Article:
Our crew consisted of Doug Finley, Chris Parkman, David Thoreson, Matt Drillio, and Gaynelle Templin. Gaynelle deserves special mention because we were married in March 1996, and she’s become a regular crewmember on all_ Cloud Nine_ passages since that date. We met in 1994, and after making two passages together, the subject of marriage came up. We decided it was a good idea, although she insisted that part of the marriage contract had to be that I would take her around the world. I agreed, and the recessional at our wedding was “Anchors Aweigh.” Just two weeks later, we sailed east from Gibraltar, where_ Cloud Nine_ had spent the winter, thus beginning what was to be our west-to-east honeymoon circumnavigation.
At the reunion, we reviewed the highlights of all three Northwest Passage endeavors. We made attempts in 1994 and 2005, both of which were turned back by ice, but the third, in 2007, was finally successful. Once we’d transited the Passage’s northernmost waterways, we recalled Chris’ words when we were anchored in the shelter of Nunavak Island, in the Bering Sea, during a serious blow. At the time, we were quite secure, but the anemometer at the top of our mast was registering gusts over 50 knots from the south, the direction in which we were headed. Recalling that we’d been stuck in Nome for nine days while waiting for the wind to drop below 30 knots, Chris said, “I think we’re better off here than in Nome. That island is bigger than Nome’s breakwater.”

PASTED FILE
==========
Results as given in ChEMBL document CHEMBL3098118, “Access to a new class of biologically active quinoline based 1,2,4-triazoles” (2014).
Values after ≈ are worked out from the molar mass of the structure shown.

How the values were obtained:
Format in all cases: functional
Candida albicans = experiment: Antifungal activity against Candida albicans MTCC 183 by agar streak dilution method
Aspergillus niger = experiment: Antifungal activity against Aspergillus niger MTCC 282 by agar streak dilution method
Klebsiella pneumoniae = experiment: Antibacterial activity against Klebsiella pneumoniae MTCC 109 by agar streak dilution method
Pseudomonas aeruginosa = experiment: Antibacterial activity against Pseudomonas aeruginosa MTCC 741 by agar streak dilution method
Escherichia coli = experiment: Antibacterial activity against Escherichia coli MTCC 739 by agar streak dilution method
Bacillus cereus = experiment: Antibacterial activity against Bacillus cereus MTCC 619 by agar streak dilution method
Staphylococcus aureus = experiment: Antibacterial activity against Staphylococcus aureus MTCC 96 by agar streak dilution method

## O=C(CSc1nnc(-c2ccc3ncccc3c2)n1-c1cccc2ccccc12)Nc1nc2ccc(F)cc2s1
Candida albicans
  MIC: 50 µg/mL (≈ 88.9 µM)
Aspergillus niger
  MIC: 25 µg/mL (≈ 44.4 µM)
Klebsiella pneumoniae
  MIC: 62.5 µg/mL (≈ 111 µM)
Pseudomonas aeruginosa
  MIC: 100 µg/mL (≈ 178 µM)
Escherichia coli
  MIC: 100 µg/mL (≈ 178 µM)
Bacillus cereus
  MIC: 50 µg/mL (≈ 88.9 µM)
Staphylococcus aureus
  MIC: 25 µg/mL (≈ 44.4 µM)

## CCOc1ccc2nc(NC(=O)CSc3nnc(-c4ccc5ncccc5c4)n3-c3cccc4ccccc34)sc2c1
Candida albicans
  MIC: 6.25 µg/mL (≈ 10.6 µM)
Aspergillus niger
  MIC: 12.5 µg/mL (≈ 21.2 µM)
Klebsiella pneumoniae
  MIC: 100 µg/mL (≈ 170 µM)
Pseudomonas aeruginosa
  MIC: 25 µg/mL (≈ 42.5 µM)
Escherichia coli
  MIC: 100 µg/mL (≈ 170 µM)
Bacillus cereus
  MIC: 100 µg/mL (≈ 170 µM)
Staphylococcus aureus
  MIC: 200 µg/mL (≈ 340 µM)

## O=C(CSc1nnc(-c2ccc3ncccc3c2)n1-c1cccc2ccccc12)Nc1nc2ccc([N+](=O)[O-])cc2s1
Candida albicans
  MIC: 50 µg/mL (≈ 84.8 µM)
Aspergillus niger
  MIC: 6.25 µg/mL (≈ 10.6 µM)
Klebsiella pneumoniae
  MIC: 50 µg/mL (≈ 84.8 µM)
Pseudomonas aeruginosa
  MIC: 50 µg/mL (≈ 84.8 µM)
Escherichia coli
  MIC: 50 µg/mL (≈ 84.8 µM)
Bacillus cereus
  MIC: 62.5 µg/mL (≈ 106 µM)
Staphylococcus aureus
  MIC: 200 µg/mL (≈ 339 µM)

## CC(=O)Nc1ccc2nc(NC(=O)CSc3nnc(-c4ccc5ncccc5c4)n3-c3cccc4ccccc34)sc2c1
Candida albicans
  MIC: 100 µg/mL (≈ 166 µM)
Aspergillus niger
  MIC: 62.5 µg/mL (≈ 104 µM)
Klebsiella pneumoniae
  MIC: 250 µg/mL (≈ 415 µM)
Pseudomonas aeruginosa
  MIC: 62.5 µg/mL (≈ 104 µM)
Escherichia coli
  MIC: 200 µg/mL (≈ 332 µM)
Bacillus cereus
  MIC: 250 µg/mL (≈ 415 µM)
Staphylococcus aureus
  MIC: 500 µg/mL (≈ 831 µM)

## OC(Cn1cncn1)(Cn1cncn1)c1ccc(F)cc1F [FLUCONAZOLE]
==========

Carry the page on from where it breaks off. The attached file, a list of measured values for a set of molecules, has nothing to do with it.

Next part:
Doug also made a memorable observation upon our approach to Kodiak, Alaska, near the end of the Passage run. “What a nice way to get to Kodiak,” he said, pausing a beat for emphasis. “From Halifax, Nova Scotia.”_ Cloud Nine_ became the first American sailing vessel in history to transit the Northwest Passage from east to west, pulling it off in one season.